GIS Formats and Geospatial File Extensions
Geographic Information Systems (GIS) formats are specialized file types created to store and organize geographic data, including maps, databases, images, and other types of spatial data. These formats usually contain details about the geographic features’ location, shape, and characteristics, and can be utilized for various purposes, for example, mapping, analysis, and visualization
Some common Geospatial File Extensions include:
- .SHP (shapefile): A widely-used format for storing vector data, such as points, lines, and polygons.
- .TAB (MapInfo TAB): A proprietary format developed by MapInfo for storing vector data.
- .KML (Keyhole Markup Language): An XML-based format used for storing geographic data and metadata, primarily for use in Google Earth and Google Maps.
- .GPX (GPS Exchange Format): An XML-based format used for storing GPS data, including waypoints, tracks, and routes.
- .GDB (File Geodatabase): A proprietary format developed by Esri for storing and managing geographic data, including vector data, raster data, and metadata.
- .TIF (TIFF): A raster image format that is often used for storing aerial and satellite imagery.
How well do you know your Geospatial File Extensions?
Encountering unfamiliar GIS formats or geospatial file extensions can be a daunting task for professionals, especially with the constant evolution of the geomatics sector. With various commercial and open-source software tools readily available to the geospatial community, it is common to come across new formats and extensions that one may not be familiar with.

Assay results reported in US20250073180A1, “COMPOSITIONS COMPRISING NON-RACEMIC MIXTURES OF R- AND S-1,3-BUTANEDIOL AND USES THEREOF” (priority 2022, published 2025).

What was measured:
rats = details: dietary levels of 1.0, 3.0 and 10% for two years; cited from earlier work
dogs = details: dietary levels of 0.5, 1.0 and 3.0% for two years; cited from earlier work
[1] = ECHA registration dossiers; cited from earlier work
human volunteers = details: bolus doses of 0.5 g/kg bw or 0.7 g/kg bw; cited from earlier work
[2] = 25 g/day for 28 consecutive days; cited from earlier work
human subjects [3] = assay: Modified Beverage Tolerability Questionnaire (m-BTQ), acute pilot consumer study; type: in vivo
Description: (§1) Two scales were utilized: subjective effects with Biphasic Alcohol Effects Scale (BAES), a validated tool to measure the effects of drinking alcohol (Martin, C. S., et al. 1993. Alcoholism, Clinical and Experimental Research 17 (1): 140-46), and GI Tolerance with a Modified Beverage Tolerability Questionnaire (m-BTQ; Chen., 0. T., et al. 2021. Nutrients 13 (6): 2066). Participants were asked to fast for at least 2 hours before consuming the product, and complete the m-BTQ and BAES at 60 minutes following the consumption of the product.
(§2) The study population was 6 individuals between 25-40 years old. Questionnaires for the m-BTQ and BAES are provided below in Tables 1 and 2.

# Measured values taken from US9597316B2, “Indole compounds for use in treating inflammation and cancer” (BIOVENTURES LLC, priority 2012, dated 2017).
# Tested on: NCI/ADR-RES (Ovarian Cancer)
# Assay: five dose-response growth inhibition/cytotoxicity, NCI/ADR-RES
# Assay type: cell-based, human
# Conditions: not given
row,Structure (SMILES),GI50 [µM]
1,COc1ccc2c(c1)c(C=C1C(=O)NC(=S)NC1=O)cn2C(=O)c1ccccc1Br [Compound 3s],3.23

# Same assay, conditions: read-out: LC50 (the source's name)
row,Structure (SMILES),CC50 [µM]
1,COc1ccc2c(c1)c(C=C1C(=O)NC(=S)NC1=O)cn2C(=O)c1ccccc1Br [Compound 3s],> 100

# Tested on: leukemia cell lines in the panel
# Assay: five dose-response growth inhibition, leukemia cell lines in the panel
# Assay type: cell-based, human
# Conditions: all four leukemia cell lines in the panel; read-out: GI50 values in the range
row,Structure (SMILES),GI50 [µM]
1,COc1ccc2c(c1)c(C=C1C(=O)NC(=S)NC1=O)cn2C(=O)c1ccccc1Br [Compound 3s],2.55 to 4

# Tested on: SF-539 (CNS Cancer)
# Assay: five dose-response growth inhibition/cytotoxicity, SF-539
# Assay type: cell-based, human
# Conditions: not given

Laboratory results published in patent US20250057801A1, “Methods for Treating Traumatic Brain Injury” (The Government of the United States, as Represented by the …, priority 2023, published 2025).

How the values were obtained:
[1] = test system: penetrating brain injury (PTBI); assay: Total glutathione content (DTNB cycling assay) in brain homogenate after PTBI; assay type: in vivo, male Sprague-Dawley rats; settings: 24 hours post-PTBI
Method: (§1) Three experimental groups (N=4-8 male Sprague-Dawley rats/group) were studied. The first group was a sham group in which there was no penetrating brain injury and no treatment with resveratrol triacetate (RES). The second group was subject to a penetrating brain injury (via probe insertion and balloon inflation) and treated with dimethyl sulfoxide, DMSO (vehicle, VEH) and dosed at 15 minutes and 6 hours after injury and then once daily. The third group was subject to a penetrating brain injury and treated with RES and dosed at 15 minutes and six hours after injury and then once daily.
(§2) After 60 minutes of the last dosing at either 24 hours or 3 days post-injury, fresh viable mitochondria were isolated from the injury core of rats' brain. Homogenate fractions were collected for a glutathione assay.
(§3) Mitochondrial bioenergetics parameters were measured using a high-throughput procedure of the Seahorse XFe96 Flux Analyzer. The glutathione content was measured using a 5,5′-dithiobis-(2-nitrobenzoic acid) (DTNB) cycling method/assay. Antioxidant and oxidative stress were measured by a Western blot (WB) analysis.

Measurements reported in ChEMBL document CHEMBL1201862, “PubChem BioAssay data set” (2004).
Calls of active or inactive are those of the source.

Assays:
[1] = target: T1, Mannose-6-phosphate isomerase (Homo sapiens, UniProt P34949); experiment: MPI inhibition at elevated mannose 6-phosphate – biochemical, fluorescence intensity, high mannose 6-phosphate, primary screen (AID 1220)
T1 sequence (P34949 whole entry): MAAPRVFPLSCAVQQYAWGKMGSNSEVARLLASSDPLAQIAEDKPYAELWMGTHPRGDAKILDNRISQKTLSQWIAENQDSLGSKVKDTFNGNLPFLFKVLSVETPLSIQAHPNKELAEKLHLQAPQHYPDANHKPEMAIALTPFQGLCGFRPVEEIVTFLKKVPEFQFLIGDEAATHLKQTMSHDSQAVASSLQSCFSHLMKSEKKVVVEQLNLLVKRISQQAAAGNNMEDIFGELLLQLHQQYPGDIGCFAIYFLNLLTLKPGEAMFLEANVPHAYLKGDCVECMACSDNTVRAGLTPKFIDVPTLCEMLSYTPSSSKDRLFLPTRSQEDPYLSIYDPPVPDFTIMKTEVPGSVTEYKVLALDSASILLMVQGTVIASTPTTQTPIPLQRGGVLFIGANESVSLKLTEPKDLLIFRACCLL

To assist in this regard, the team of GIS evangelists from GISGeography.com have compiled a comprehensive list of GIS Formats and Geospatial File Extensions. While we do not consider it to be the ultimate list, it does contains a wide range of the more common and some lesser-known formats and geospatial file extensions that one may encounter during their geomatics career. They provide basic information about the formats and extensions, enough to provide a general understanding, and allow you to do some further research.
Keep in mind, that these are just a few examples of the many different GIS formats and file extensions that exist. Also remember, that not all GIS software support all formats.
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[Page originally published January 2016]